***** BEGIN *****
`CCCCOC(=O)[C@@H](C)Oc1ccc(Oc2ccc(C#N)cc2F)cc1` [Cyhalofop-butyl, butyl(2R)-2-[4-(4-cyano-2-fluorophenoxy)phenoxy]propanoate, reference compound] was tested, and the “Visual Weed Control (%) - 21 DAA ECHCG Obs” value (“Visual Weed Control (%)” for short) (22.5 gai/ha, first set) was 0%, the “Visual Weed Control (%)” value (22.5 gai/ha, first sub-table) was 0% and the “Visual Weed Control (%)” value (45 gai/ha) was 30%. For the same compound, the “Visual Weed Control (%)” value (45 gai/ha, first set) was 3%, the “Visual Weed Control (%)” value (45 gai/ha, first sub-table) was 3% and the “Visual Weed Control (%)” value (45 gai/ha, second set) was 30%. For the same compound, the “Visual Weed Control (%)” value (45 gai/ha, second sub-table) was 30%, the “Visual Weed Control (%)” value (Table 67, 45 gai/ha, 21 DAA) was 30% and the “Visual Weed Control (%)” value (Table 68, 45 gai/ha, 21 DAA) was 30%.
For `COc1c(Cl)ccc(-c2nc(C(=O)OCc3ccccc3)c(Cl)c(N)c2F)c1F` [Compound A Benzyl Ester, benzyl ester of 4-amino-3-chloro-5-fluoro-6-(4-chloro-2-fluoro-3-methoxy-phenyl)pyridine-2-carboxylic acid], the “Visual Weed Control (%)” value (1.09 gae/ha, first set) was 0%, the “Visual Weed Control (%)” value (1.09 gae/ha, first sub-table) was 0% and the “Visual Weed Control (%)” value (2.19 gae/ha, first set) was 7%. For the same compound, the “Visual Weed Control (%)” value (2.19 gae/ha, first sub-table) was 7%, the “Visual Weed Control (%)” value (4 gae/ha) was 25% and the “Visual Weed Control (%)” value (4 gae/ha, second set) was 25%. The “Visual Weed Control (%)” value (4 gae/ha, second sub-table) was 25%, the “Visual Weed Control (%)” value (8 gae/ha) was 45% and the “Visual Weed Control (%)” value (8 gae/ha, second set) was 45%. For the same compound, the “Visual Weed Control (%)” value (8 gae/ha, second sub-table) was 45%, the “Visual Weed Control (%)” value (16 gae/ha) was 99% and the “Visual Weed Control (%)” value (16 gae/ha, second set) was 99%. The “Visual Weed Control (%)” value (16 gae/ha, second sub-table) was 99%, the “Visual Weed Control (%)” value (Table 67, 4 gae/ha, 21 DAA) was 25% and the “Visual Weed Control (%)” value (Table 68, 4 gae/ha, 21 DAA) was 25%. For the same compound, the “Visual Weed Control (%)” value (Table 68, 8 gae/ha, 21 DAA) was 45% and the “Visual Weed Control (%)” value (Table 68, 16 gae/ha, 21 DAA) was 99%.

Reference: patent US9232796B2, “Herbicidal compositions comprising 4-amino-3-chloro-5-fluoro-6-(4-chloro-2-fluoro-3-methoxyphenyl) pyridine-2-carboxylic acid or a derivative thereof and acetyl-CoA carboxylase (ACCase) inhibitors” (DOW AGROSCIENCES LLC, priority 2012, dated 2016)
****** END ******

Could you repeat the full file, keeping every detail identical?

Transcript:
`CCCCOC(=O)[C@@H](C)Oc1ccc(Oc2ccc(C#N)cc2F)cc1` [Cyhalofop-butyl, butyl(2R)-2-[4-(4-cyano-2-fluorophenoxy)phenoxy]propanoate, reference compound] was tested, and the “Visual Weed Control (%) - 21 DAA ECHCG Obs” value (“Visual Weed Control (%)” for short) (22.5 gai/ha, first set) was 0%, the “Visual Weed Control (%)” value (22.5 gai/ha, first sub-table) was 0% and the “Visual Weed Control (%)” value (45 gai/ha) was 30%. For the same compound, the “Visual Weed Control (%)” value (45 gai/ha, first set) was 3%, the “Visual Weed Control (%)” value (45 gai/ha, first sub-table) was 3% and the “Visual Weed Control (%)” value (45 gai/ha, second set) was 30%. For the same compound, the “Visual Weed Control (%)” value (45 gai/ha, second sub-table) was 30%, the “Visual Weed Control (%)” value (Table 67, 45 gai/ha, 21 DAA) was 30% and the “Visual Weed Control (%)” value (Table 68, 45 gai/ha, 21 DAA) was 30%.
For `COc1c(Cl)ccc(-c2nc(C(=O)OCc3ccccc3)c(Cl)c(N)c2F)c1F` [Compound A Benzyl Ester, benzyl ester of 4-amino-3-chloro-5-fluoro-6-(4-chloro-2-fluoro-3-methoxy-phenyl)pyridine-2-carboxylic acid], the “Visual Weed Control (%)” value (1.09 gae/ha, first set) was 0%, the “Visual Weed Control (%)” value (1.09 gae/ha, first sub-table) was 0% and the “Visual Weed Control (%)” value (2.19 gae/ha, first set) was 7%. For the same compound, the “Visual Weed Control (%)” value (2.19 gae/ha, first sub-table) was 7%, the “Visual Weed Control (%)” value (4 gae/ha) was 25% and the “Visual Weed Control (%)” value (4 gae/ha, second set) was 25%. The “Visual Weed Control (%)” value (4 gae/ha, second sub-table) was 25%, the “Visual Weed Control (%)” value (8 gae/ha) was 45% and the “Visual Weed Control (%)” value (8 gae/ha, second set) was 45%. For the same compound, the “Visual Weed Control (%)” value (8 gae/ha, second sub-table) was 45%, the “Visual Weed Control (%)” value (16 gae/ha) was 99% and the “Visual Weed Control (%)” value (16 gae/ha, second set) was 99%. The “Visual Weed Control (%)” value (16 gae/ha, second sub-table) was 99%, the “Visual Weed Control (%)” value (Table 67, 4 gae/ha, 21 DAA) was 25% and the “Visual Weed Control (%)” value (Table 68, 4 gae/ha, 21 DAA) was 25%. For the same compound, the “Visual Weed Control (%)” value (Table 68, 8 gae/ha, 21 DAA) was 45% and the “Visual Weed Control (%)” value (Table 68, 16 gae/ha, 21 DAA) was 99%.

Reference: patent US9232796B2, “Herbicidal compositions comprising 4-amino-3-chloro-5-fluoro-6-(4-chloro-2-fluoro-3-methoxyphenyl) pyridine-2-carboxylic acid or a derivative thereof and acetyl-CoA carboxylase (ACCase) inhibitors” (DOW AGROSCIENCES LLC, priority 2012, dated 2016)